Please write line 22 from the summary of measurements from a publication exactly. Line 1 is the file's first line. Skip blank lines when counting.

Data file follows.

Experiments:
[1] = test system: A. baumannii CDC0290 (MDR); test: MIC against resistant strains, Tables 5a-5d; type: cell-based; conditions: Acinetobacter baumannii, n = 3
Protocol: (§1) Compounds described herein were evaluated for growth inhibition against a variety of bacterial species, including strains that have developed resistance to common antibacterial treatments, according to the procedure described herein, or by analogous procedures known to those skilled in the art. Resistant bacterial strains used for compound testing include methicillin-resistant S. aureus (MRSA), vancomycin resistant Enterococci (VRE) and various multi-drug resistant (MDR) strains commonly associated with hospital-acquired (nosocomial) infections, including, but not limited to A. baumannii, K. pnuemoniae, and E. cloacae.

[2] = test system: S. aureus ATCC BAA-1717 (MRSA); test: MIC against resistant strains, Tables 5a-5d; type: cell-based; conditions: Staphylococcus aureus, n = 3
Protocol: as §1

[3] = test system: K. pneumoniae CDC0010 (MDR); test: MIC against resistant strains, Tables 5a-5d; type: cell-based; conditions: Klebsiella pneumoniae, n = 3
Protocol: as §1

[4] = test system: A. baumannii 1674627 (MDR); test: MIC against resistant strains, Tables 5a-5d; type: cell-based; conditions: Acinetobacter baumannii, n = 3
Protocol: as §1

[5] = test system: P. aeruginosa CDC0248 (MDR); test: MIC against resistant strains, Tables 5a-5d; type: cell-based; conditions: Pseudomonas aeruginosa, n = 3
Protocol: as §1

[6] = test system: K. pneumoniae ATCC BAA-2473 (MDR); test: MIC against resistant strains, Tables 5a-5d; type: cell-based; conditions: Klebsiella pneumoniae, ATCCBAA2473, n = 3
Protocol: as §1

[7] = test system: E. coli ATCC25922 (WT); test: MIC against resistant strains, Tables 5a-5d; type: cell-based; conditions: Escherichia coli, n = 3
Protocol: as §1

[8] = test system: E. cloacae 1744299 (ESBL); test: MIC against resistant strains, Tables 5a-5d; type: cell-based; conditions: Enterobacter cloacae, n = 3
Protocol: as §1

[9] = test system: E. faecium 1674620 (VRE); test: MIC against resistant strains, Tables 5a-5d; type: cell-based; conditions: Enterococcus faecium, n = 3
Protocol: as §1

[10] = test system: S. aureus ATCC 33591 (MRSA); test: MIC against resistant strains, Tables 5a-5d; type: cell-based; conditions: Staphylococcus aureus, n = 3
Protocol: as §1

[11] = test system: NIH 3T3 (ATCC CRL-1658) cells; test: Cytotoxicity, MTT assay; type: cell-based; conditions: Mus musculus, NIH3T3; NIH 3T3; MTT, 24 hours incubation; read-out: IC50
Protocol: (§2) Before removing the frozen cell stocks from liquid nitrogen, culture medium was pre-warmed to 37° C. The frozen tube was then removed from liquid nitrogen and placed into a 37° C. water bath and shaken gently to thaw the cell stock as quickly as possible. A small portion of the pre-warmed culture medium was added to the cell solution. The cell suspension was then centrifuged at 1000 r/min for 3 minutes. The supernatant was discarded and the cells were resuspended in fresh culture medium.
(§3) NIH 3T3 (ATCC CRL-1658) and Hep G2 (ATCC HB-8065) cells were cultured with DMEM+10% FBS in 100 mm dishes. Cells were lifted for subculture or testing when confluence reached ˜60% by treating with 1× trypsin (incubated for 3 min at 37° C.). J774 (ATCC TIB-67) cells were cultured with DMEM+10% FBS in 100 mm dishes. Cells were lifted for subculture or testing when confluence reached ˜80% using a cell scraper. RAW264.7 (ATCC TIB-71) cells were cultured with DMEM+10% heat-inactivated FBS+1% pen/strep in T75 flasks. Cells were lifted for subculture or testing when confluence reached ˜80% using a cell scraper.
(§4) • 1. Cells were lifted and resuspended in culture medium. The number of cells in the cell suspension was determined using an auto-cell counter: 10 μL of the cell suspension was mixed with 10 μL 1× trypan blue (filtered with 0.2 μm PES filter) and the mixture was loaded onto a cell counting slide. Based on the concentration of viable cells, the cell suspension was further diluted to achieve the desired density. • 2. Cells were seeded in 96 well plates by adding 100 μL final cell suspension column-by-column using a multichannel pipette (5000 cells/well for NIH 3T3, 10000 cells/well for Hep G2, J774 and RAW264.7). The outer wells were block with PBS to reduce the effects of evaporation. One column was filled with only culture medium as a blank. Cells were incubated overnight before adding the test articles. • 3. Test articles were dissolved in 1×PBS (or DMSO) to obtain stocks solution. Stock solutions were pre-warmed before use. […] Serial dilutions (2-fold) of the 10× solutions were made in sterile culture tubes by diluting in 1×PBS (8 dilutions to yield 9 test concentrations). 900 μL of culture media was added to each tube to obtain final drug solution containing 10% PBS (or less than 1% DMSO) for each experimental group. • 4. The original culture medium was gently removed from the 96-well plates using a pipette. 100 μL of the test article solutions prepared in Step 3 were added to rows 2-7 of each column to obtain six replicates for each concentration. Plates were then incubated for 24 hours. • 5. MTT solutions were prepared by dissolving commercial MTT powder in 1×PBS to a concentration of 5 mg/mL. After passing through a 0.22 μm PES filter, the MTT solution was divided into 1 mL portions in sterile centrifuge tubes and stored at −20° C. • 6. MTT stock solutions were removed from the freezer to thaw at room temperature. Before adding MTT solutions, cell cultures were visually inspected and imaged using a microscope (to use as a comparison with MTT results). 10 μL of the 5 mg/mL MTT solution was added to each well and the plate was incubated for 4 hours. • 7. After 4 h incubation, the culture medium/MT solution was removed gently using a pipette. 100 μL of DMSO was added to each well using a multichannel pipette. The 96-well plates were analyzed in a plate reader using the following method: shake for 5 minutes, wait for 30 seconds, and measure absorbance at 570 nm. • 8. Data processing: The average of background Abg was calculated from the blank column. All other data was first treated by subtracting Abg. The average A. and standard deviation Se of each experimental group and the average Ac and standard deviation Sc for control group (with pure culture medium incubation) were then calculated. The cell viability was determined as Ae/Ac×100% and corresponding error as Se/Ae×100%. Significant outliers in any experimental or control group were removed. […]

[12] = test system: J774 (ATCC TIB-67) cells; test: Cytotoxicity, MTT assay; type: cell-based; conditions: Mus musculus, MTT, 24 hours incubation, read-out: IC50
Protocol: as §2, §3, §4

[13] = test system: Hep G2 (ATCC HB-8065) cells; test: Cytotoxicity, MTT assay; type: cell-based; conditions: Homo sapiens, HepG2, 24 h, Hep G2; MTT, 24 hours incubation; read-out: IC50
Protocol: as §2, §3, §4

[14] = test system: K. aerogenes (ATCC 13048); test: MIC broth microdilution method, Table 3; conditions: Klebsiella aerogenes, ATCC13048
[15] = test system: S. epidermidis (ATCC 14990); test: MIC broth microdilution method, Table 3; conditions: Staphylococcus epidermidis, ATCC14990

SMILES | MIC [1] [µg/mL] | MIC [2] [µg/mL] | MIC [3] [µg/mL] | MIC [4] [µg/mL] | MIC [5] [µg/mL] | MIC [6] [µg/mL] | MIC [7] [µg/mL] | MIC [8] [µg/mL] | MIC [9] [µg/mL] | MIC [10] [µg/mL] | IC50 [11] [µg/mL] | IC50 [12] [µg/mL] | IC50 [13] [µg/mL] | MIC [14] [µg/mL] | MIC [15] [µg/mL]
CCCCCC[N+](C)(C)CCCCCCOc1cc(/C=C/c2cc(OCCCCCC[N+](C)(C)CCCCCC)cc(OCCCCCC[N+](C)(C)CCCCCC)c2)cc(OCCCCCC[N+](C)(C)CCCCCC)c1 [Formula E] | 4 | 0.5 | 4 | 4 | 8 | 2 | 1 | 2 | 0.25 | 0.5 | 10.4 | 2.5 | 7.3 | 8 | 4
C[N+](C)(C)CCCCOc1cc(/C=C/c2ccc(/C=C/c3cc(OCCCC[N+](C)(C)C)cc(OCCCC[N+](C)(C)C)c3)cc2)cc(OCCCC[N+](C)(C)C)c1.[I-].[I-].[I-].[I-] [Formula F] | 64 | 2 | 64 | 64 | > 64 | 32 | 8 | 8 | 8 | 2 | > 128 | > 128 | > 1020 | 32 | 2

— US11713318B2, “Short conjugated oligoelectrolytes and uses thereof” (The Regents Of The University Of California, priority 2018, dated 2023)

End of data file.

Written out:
[11] = test system: NIH 3T3 (ATCC CRL-1658) cells; test: Cytotoxicity, MTT assay; type: cell-based; conditions: Mus musculus, NIH3T3; NIH 3T3; MTT, 24 hours incubation; read-out: IC50